BLOG Caroline Stockford

NWR Issue r34

Come into the Pomegranate Garden

I first met Haydar Ergülen on the Turkish island of Cunda where we had gathered as twenty-plus translators to work on a novella and on Haydar’s poems. The novella-translators sat upstairs, working singly and we poets occupied the long rectangular room on the ground floor of the elegant Ottoman school. We spent all morning and afternoon shouting, whooping, laughing and protesting, loudly that ‘you can't use that word for nail!’, or proclaiming our Eureka! solutions to the word puzzles that are poem translations. We workshopped our drafts in a large, loud and supportive group until Haydar arrived halfway through the ten-day session, to give his talk.

Then, we gathered in the hot back courtyard, chairs lined up on the mosaic patio, where giant geraniums flared in the shaded corners and an Ottoman water fountain peeked out of opulent vines. I remember one or two cats nonchalantly tick-tock their hips along as they walked through the gathering and past the speakers’ table during the talk, showing no fear or reverence for poetry.

Haydar spoke in his hypnotic and gentle manner, talking of his belief that a poet has alloted words; that poetry, like life, is about cycles and repetition; that it is wiser for a poet to explore the depths of single words and themes, without owning them, and to write ‘concave’ poetry with the confidence to repeatedly expound similar ideas accompanied by the freedom to accept that ‘the more she/he writes poetry, the less she/he comes to know’.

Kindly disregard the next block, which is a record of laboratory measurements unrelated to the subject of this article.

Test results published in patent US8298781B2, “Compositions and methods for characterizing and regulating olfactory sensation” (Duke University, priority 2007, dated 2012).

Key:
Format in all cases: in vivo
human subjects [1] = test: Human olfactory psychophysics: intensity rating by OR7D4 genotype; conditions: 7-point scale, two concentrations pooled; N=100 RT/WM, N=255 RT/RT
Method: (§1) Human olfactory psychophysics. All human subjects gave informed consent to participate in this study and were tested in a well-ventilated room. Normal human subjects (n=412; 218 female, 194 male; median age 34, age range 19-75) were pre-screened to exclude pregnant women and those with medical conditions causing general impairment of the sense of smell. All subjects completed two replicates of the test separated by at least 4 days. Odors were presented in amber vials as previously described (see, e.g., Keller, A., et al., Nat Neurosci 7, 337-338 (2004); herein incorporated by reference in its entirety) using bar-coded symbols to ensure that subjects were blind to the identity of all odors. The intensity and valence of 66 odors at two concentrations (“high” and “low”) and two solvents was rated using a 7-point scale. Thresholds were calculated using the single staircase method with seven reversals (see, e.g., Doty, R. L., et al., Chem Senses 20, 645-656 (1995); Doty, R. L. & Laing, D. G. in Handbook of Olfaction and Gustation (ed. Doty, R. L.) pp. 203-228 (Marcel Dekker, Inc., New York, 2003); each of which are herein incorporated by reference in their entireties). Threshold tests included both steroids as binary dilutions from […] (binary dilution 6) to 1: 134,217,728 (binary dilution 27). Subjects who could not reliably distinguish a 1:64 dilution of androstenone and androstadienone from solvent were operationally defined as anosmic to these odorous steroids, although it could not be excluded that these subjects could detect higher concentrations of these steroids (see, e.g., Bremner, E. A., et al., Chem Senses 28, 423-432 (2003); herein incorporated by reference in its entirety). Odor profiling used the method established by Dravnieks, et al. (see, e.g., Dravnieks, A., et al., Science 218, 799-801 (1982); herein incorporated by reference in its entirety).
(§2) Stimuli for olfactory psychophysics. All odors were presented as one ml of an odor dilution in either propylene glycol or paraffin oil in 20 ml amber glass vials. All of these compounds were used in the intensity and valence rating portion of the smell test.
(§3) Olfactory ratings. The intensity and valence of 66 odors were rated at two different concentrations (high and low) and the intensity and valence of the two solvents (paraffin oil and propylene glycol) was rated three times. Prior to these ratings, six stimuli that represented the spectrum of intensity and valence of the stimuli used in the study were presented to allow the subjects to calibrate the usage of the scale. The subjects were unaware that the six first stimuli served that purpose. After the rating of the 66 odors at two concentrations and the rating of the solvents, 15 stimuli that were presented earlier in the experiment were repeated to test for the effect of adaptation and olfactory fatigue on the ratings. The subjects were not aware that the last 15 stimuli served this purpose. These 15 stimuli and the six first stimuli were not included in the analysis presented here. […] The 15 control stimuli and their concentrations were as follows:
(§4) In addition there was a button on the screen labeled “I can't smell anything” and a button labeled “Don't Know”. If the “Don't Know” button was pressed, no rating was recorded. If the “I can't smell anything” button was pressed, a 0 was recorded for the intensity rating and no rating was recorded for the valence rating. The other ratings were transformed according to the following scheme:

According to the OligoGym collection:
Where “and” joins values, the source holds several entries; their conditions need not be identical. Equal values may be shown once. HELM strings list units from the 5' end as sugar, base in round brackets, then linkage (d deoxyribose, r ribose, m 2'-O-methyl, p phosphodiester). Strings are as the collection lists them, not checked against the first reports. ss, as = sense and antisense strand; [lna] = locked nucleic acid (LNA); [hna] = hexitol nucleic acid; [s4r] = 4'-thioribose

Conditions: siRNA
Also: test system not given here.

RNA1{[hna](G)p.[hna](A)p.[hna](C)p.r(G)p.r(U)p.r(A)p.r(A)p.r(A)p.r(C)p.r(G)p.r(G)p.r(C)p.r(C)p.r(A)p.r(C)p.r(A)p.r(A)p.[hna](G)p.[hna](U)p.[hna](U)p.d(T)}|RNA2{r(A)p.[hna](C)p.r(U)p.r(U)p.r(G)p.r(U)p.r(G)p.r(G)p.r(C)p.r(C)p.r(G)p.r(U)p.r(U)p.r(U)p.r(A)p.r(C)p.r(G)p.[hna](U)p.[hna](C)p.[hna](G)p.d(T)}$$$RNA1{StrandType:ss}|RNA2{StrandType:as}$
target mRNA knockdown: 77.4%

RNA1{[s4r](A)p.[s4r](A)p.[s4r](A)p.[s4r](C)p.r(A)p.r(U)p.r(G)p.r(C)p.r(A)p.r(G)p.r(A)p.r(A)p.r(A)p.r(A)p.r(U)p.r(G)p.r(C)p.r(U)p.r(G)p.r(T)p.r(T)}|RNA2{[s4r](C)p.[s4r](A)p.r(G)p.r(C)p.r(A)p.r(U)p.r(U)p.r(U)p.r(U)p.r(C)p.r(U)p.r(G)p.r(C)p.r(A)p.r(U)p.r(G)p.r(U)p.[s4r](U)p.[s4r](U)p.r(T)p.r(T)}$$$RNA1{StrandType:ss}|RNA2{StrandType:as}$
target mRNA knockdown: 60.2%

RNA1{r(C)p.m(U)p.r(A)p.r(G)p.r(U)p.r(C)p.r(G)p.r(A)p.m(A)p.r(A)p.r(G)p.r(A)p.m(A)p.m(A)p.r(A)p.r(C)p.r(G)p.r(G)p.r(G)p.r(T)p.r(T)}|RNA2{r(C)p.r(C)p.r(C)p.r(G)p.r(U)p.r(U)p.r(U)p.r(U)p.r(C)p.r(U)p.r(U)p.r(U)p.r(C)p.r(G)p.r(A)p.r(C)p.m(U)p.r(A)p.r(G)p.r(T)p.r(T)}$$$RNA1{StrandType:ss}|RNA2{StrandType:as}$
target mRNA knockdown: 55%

Haydar was the subject of the Cunda International Workshop for Translators of Turkish Literature twice: in 2007 and 2013. The workshop was facilitated by Prof Saliha Paker, former head of literary translation at Turkey’s prestigious Boğaziçi University and by poet and lecturer in American culture and literature at Kadir Has University, Mel Kenne. From Haydar’s talks, it became clear that he, as a confirmed socialist, has a loose and respectful but powerful relationship to words. His puts out his hand, as it were, and invites words to land, like small birds, and to take part in his poems rather than pinning them hard to the page in a determined and dictated way. Even though the little birds that visit his poems become familiar with him over the years, he respects that they are still wild things that need their freedom; that need to fly in order to retain the freedom of their meaning. Which reminds me of Gwyneth Lewis once telling me in my NWR interview in issue 103 that one had to sometimes ‘stalk a poem, like going after a deer in the wood. Don’t frighten it away.’

To translate Haydar Ergülen is to serve an apprenticeship to poetry. To spend time meditating upon each line; to try to find as light a way to carry the meaning over into English. Even if he refutes the title of poet by saying, ‘I don’t want to be a “poet”, because then words and I wouldn’t get along’.

This book, Pomegranate Garden, is all the more precious, given that so little of Turkish literature has been translated to English. Turkish literature does not just extend back throughout the Ottoman era, with its Arabic and Persian-tradition inspired divan poetry, it also extends right back to the runic inscriptions of the early Turks of the Yenisey basin in Central Anatolia; the earliest dating from the fifth century.